The Messed Up Truth About The 1970s Music Industry

It's no secret that the 1970s were filled with sex, drugs, and rock 'n' roll — at least as far as the music industry goes. The Beatles' gently skirting the edge (as Rolling Stone notes) in the late 1960s was cute in comparison to Iggy Pop's performances with The Stooges in the 1970s. The music was louder, heavier, and less forgiving. Tragically, so was the whole music industry at the time. Managers and producers scammed their bands, musicians struggled with substance use, and several men partook in the abuse of very young and even underage women.

As NPR reports, a teenage Lori Maddox was assaulted by Led Zeppelin guitarist Jimmy Page, who hid her at L.A.'s Hyatt House hotel to keep the fact hidden. Big figures in the music industry were protected while their victims were quiet and helpless. When Badfinger's Pete Ham took his own life, he left a note reading, "Stan Polley is a soulless bastard. I will take him with me" (via Far Out). While the 1970s were filled with exceptional music breakthroughs and style developments, they remain ridden with stories of abuse.

The following article contains descriptions of addiction, sexual assault, and suicide.

Jackie Fuchs was assaulted by her manager

In 1975, Jackie Fuchs was 15 years old when she was spotted in L.A. and invited to music entrepreneur Kim Fowley's apartment. As Huffington Post reports, Fowley was just in the process of creating an all-female band, and he had sent Rodney Bingenheimer to collect young, pretty women. This is how the Runaways were formed, and their manager was the man that posted this ad in Back Door Man magazine in June 1975.

Fowley had a pattern of assault — that same year he assaulted and abused an 18-year-old young woman and a 14-year-old girl. Sadly he would focus his attention on Fuchs at a 1975 New Year's Eve party, held in a motel following a quasi-successful Runaways show. Fuchs was force-fed multiple Quaaludes and raped by Fowley, too weak to fight him off. She just remembers the moment she realized what was happening: "I remember opening my eyes, Kim Fowley was raping me, and there were people watching me."

Because none of the bandmates even addressed the situation afterward, Fuchs felt she couldn't speak up as no one would back her: "I was going to be the one that ended up on trial more than Kim. I carried this sense of shame and of thinking it was somehow my fault for decades."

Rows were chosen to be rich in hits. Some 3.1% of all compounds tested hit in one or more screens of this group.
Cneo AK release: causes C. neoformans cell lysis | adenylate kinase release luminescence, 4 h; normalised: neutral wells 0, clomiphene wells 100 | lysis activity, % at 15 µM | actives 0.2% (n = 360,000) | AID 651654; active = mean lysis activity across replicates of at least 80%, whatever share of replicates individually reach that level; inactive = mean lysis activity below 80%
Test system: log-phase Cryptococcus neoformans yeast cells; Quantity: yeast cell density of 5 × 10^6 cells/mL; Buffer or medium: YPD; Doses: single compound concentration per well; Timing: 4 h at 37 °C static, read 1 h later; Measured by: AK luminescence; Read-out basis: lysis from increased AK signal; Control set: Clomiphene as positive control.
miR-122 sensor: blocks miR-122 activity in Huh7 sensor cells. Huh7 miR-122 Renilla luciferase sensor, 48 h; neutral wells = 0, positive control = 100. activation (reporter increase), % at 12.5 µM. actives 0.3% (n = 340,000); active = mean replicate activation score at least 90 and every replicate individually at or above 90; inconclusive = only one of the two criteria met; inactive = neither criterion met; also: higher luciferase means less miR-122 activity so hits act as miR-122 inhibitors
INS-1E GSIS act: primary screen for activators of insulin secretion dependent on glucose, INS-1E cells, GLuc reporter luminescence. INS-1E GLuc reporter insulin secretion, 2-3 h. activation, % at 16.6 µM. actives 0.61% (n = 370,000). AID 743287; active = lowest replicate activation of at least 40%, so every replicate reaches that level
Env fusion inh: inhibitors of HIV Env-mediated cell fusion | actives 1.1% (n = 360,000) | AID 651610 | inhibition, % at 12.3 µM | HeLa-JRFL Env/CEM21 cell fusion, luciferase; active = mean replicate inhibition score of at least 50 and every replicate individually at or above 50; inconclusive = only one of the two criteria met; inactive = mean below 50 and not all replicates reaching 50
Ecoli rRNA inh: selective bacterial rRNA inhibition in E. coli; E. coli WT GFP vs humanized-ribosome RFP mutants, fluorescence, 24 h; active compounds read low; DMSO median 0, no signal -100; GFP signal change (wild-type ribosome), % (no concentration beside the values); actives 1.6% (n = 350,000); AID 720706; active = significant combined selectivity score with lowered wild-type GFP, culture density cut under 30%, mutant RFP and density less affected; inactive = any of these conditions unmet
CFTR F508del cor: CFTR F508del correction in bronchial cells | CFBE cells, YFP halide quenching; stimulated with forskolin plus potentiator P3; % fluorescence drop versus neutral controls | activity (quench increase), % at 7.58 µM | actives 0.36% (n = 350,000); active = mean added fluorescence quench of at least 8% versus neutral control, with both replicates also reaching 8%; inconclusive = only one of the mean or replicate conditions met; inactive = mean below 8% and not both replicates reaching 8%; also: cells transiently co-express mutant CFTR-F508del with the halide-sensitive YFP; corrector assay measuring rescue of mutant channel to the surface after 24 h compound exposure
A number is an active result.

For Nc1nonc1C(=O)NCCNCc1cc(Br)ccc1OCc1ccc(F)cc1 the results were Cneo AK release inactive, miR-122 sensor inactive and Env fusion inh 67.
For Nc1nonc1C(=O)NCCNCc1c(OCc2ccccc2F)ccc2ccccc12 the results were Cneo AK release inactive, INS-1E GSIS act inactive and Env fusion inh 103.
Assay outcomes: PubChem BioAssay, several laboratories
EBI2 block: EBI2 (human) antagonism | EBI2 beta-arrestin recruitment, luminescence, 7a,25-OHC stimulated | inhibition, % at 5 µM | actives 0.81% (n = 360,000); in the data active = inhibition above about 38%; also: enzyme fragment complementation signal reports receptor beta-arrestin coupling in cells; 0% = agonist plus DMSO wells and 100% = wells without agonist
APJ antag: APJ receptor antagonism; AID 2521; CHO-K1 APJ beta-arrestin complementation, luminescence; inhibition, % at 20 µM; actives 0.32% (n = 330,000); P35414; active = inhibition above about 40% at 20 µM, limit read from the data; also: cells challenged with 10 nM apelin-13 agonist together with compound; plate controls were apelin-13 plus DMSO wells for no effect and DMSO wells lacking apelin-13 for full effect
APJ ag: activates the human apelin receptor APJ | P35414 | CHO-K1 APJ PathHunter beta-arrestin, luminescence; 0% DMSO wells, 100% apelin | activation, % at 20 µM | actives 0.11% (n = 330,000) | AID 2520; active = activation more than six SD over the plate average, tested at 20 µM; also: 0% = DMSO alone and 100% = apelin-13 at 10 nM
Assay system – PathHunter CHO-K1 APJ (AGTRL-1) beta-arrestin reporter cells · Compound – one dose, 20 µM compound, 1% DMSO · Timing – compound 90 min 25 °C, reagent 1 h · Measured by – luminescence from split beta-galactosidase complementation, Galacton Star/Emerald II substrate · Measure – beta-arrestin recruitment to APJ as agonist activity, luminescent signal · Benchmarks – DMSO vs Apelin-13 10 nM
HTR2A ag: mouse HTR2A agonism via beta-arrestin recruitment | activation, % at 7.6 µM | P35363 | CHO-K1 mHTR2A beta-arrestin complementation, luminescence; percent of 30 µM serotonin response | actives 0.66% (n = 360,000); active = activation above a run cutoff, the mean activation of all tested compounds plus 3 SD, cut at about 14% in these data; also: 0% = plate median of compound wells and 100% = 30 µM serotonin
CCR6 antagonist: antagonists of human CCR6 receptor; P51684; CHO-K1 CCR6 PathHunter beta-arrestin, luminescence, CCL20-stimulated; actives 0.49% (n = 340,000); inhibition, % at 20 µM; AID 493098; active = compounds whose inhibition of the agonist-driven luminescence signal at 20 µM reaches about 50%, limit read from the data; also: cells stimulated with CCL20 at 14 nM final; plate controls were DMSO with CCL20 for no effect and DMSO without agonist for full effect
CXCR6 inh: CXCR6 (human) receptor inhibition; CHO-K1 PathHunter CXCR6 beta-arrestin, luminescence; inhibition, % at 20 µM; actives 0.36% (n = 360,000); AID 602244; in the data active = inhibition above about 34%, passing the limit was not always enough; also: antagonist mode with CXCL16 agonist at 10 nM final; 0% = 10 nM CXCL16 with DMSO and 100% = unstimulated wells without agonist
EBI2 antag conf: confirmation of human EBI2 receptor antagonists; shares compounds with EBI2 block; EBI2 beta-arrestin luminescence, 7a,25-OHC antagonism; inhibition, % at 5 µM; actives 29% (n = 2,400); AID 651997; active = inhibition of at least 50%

If you or anyone you know has been a victim of sexual assault, help is available. Visit the Rape, Abuse & Incest National Network website or contact RAINN's National Helpline at 1-800-656-HOPE (4673).

Underage groupies were the norm

Sadly, the Runaways' story isn't a stand-alone atrocity in the 1970s music industry. This was the decade when R. Dean Taylor released his song "Shadow:" "Body of a woman, mind of a child / Shadow, you sure do drive me wild / You're only 14 years old." Men having relationships with underage girls (and sexual intercourse with underage groupies) was so normalized at the time, that no one batted an eyelid over lyrics such as Taylor's.

As per Rolling Stone, Jimmy Page famously dated groupie Lori Maddox for a few years. Maddox was 14 years old when she met Page — he knew this, and he tried to hide this. According to NPR, Page kept Maddox locked in his room at the Los Angeles Hyatt House hotel, all too aware that he was committing statutory rape. Still, although the couple eventually became a common sight at Led Zeppelin's parties, Page was never held accountable for the relationship.

Then there was Elvis Presley. As Vice reports, Presley had always had a penchant for pursuing underage girls.  and in 1959, he met 14-year-old Priscilla Presley was only 14 years old when she met him in 1959. Following their divorce in 1973, Presley went on to date another 14-year-old, Reeca Smith.